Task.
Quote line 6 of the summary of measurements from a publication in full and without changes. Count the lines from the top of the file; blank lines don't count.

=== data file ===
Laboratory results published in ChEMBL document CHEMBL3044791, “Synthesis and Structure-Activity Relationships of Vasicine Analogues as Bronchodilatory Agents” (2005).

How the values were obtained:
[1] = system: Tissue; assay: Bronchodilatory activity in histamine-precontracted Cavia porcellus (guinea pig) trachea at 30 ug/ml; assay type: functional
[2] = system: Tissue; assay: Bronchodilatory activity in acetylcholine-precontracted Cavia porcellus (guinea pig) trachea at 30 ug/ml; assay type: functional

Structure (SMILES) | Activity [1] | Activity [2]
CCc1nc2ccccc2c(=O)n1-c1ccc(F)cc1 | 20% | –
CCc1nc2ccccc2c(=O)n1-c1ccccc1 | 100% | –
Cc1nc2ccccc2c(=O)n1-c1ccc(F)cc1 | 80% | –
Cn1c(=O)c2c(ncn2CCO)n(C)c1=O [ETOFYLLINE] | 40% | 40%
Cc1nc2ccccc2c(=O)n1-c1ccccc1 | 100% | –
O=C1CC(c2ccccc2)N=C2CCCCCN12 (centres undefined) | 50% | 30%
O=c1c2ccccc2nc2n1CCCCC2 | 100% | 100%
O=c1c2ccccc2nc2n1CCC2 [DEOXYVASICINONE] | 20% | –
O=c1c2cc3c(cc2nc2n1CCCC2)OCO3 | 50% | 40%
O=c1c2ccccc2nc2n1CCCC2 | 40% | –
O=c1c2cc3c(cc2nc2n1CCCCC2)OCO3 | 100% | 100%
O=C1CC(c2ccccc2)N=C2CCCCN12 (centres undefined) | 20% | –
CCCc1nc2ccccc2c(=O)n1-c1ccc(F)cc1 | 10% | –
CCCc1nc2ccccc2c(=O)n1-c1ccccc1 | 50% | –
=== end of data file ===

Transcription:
CCc1nc2ccccc2c(=O)n1-c1ccc(F)cc1 | 20% | –